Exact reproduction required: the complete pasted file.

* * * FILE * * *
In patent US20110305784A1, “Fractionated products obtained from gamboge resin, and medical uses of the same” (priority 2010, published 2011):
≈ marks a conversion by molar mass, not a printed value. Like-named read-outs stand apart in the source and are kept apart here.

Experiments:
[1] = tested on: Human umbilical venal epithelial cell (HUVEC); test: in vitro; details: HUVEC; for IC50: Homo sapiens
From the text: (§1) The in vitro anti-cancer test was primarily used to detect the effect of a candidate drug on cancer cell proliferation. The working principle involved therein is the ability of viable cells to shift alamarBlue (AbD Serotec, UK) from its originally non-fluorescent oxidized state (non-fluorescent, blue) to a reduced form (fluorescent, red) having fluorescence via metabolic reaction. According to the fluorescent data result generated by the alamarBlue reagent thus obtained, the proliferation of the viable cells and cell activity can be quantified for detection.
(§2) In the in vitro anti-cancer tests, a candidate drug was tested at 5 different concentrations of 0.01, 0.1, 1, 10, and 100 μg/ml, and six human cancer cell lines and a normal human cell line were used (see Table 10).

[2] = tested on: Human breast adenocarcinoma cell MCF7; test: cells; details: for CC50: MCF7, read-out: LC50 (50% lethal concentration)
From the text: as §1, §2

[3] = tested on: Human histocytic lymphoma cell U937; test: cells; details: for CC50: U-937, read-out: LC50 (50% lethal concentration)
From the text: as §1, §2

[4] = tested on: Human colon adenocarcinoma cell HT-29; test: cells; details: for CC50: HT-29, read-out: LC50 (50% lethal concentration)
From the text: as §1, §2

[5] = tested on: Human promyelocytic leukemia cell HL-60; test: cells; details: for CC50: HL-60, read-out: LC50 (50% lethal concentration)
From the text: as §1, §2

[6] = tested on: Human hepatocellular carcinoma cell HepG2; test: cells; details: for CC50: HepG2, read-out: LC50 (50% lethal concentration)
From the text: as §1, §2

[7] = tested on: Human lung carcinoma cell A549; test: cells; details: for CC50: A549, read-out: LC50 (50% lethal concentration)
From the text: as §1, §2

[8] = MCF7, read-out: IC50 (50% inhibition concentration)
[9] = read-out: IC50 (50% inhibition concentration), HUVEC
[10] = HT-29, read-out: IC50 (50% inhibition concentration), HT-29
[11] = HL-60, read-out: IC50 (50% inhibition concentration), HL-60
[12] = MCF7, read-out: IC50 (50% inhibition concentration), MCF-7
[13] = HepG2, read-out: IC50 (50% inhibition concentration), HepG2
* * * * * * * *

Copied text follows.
In patent US20110305784A1, “Fractionated products obtained from gamboge resin, and medical uses of the same” (priority 2010, published 2011):
≈ marks a conversion by molar mass, not a printed value. Like-named read-outs stand apart in the source and are kept apart here.

Experiments:
[1] = tested on: Human umbilical venal epithelial cell (HUVEC); test: in vitro; details: HUVEC; for IC50: Homo sapiens
From the text: (§1) The in vitro anti-cancer test was primarily used to detect the effect of a candidate drug on cancer cell proliferation. The working principle involved therein is the ability of viable cells to shift alamarBlue (AbD Serotec, UK) from its originally non-fluorescent oxidized state (non-fluorescent, blue) to a reduced form (fluorescent, red) having fluorescence via metabolic reaction. According to the fluorescent data result generated by the alamarBlue reagent thus obtained, the proliferation of the viable cells and cell activity can be quantified for detection.
(§2) In the in vitro anti-cancer tests, a candidate drug was tested at 5 different concentrations of 0.01, 0.1, 1, 10, and 100 μg/ml, and six human cancer cell lines and a normal human cell line were used (see Table 10).

[2] = tested on: Human breast adenocarcinoma cell MCF7; test: cells; details: for CC50: MCF7, read-out: LC50 (50% lethal concentration)
From the text: as §1, §2

[3] = tested on: Human histocytic lymphoma cell U937; test: cells; details: for CC50: U-937, read-out: LC50 (50% lethal concentration)
From the text: as §1, §2

[4] = tested on: Human colon adenocarcinoma cell HT-29; test: cells; details: for CC50: HT-29, read-out: LC50 (50% lethal concentration)
From the text: as §1, §2

[5] = tested on: Human promyelocytic leukemia cell HL-60; test: cells; details: for CC50: HL-60, read-out: LC50 (50% lethal concentration)
From the text: as §1, §2

[6] = tested on: Human hepatocellular carcinoma cell HepG2; test: cells; details: for CC50: HepG2, read-out: LC50 (50% lethal concentration)
From the text: as §1, §2

[7] = tested on: Human lung carcinoma cell A549; test: cells; details: for CC50: A549, read-out: LC50 (50% lethal concentration)
From the text: as §1, §2

[8] = MCF7, read-out: IC50 (50% inhibition concentration)
[9] = read-out: IC50 (50% inhibition concentration), HUVEC
[10] = HT-29, read-out: IC50 (50% inhibition concentration), HT-29
[11] = HL-60, read-out: IC50 (50% inhibition concentration), HL-60
[12] = MCF7, read-out: IC50 (50% inhibition concentration), MCF-7
[13] = HepG2, read-out: IC50 (50% inhibition concentration), HepG2